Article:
Now more than ever, home is where many of us are seeking refuge and solace in light of the novel coronavirus. This is a tough time, but we’re here for you—whether it’s a new pantry recipe or a useful tip for your kitchen, here are some ideas to make things run a little more smoothly for you and your loved ones.
If you’re like me, you’re finding that this strange time wavers between being mildly unsettling and completely overwhelming, hour to hour, day to day. It can be all-consuming, even if you’re one of the lucky ones that can continue to work from home.
While we’re unsure of what the coming weeks hold, we do know for certain that we need a distraction or two. What better way to remove yourself from reality, than to become absorbed in a book?
“A couple of friends and I are starting a remote book club,” says senior copywriter, Maggie, “and yes, there will be cheese and crackers, except I'll have them all to myself. Even if your 'book club' is just a shared doc where you can deposit ideas, or an email thread, or a phone visit, it's still a book club.”
We’re taking a hint from Maggie and her friends, and sharing with you our current reading list from “Book52,” our staff book club, so you can suck them down in the long evenings ahead. A bit of good news: A lot of libraries across the country are now allowing you to borrow books online, so just head to your local branch website to check out the titles on offer.
Now: Call a friend to discuss, share a passage with your roommate, or drop a comment below to get the conversation going.
1. Exhalation, Ted Chiang
Ted Chiang’s Story of Your Life inspired the film Arrival, one of my favorites from the past few years for its success in putting surreal, never-quite-explained events up against heartbreaking, real human emotion. He tends to draw on historical (often religious) texts, and classic science fiction elements like time travel, aliens, and robots, and twists them up so poetically. Exhalation is meant to be bittersweet but focuses on the hope that technology can lend us, so I’m excited to dive into it. —Nisse, senior customer service specialist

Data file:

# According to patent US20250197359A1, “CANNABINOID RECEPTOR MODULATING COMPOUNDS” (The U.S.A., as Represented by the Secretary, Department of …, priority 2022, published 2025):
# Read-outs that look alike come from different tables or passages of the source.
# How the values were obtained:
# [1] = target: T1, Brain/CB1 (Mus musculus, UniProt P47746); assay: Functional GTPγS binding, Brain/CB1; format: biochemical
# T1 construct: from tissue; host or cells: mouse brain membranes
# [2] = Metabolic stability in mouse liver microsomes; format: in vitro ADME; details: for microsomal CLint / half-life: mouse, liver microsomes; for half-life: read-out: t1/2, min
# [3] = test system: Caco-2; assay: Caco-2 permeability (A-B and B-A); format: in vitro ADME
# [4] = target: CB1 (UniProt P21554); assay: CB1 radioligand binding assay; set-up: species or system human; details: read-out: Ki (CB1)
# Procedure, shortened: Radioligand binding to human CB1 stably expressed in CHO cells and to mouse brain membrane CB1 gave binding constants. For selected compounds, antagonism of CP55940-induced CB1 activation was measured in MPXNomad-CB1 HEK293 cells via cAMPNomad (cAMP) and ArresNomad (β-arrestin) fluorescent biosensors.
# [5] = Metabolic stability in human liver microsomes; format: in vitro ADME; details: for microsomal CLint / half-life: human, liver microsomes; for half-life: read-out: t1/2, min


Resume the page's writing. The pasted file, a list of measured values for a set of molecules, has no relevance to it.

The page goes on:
2. The Alice Network, Kate Quinn
Right now, I’m seeking out books (and TV shows and movies) that really transport me, as a break from all the news. This book takes place across two different timelines, and features fierce women, an international spy network, and plenty of unexpected twists and turns. I’ve gotten completely sucked in, which is exactly what I need right now. —Ishita, video programming director
3. Interpreter of Maladies, Jhumpa Lahiri
The last time I read this collection of stories was during a fiction-writing class in college, and didn’t fully appreciate it (the usual skimming, cramming, and trying to get through the semester). I recently went back and read the first short story and was blown away by the vivid detail and emotional depth. Hoping to get into some great discussions with Book52! —Caroline Mullen, assistant editor
4. The Falcon Thief, Joshua Hammer